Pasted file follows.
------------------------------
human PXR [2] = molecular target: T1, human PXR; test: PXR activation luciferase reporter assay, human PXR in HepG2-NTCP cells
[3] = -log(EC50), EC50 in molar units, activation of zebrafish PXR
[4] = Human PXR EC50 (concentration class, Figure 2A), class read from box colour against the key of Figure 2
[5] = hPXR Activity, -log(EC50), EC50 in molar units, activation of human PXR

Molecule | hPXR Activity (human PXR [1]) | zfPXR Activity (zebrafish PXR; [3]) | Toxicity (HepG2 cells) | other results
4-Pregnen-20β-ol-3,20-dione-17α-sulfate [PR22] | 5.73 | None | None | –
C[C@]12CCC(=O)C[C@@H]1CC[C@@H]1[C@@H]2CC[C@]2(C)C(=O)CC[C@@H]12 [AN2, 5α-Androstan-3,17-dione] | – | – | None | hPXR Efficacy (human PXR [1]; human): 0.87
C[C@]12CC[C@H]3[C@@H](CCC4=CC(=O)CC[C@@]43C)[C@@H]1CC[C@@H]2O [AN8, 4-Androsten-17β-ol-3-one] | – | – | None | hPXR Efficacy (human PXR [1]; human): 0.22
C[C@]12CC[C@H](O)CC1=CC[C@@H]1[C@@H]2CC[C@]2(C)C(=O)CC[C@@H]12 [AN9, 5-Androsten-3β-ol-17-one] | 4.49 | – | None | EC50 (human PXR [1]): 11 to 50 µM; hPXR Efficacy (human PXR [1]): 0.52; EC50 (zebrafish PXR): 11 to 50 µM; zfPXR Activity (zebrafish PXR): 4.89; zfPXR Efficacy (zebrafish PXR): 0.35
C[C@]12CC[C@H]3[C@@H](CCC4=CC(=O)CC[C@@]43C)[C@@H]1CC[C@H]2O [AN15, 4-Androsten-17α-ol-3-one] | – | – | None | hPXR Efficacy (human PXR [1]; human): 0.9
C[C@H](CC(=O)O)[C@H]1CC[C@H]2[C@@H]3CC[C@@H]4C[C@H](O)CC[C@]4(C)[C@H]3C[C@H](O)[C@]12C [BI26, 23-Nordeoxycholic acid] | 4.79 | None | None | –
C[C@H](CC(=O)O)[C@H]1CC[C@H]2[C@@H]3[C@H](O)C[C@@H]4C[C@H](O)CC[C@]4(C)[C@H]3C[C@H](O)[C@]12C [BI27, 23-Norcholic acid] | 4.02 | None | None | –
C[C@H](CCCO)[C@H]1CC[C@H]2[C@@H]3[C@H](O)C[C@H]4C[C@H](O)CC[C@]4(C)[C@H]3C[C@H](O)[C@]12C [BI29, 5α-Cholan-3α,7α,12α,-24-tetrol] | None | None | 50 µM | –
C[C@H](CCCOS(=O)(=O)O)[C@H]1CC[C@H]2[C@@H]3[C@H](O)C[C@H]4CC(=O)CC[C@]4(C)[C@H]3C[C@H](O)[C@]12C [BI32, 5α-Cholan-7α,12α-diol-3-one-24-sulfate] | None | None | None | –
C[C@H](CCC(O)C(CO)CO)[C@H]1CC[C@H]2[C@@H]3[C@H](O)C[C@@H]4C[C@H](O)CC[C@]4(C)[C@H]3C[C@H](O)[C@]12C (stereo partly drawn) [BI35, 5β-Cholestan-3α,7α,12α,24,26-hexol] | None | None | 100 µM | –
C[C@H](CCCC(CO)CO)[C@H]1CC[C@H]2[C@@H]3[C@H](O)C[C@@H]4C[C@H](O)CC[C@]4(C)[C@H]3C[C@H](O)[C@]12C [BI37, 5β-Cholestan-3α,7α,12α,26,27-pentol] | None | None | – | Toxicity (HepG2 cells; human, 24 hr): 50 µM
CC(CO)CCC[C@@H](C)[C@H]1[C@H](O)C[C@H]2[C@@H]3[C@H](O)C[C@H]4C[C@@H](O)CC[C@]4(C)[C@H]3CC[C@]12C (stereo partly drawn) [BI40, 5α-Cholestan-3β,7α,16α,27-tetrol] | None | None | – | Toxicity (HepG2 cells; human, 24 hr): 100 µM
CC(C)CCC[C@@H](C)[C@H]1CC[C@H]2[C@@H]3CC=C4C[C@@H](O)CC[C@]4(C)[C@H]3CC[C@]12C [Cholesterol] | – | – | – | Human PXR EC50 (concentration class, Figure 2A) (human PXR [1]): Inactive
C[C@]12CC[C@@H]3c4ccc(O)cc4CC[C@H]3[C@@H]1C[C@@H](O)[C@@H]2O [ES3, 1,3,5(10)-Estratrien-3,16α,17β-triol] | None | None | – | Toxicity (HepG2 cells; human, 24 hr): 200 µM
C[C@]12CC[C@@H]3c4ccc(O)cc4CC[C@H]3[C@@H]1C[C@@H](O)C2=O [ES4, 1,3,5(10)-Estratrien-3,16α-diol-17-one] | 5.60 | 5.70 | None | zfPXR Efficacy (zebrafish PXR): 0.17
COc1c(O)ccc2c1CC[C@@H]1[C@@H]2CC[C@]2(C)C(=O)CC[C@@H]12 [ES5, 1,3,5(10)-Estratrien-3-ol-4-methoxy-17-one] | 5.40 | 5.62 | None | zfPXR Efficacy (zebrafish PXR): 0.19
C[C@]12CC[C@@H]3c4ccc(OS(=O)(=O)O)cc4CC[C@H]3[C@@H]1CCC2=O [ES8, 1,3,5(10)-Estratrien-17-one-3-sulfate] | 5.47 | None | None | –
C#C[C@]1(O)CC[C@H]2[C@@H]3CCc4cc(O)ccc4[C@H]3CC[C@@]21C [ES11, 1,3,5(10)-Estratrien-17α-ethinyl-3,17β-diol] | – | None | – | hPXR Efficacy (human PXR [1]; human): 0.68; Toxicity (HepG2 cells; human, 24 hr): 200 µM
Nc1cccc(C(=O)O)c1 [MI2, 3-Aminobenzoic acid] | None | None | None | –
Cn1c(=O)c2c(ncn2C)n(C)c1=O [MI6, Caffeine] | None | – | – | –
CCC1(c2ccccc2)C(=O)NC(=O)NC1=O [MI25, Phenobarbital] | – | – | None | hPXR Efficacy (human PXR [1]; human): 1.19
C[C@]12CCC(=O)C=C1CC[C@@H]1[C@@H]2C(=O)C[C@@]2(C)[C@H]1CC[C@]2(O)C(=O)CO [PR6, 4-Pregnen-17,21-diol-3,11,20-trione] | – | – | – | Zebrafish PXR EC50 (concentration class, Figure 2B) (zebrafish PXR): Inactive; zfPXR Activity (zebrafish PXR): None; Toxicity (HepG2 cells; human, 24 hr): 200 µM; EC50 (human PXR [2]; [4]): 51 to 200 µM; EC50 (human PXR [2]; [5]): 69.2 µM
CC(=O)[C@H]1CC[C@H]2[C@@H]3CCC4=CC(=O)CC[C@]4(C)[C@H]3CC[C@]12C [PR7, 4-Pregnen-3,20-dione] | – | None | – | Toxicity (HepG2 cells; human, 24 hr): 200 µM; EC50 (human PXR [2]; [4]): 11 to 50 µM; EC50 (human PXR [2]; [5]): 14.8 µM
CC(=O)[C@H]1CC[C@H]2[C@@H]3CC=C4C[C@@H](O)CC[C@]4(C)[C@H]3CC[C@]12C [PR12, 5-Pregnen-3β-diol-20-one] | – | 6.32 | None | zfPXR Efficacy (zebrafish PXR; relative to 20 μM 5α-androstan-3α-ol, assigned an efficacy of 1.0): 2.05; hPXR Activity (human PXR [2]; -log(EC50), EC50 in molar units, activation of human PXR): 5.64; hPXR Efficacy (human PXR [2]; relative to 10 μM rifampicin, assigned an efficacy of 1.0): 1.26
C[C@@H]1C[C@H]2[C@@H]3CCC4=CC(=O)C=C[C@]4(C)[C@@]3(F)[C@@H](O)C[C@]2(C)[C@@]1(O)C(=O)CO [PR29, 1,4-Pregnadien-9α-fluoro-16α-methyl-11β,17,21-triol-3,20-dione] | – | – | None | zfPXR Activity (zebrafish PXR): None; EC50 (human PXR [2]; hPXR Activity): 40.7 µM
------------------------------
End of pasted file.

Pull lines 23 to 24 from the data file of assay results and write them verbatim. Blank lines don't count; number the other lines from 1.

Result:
C#C[C@]1(O)CC[C@H]2[C@@H]3CCc4cc(O)ccc4[C@H]3CC[C@@]21C [ES11, 1,3,5(10)-Estratrien-17α-ethinyl-3,17β-diol] | – | None | – | hPXR Efficacy (human PXR [1]; human): 0.68; Toxicity (HepG2 cells; human, 24 hr): 200 µM
Nc1cccc(C(=O)O)c1 [MI2, 3-Aminobenzoic acid] | None | None | None | –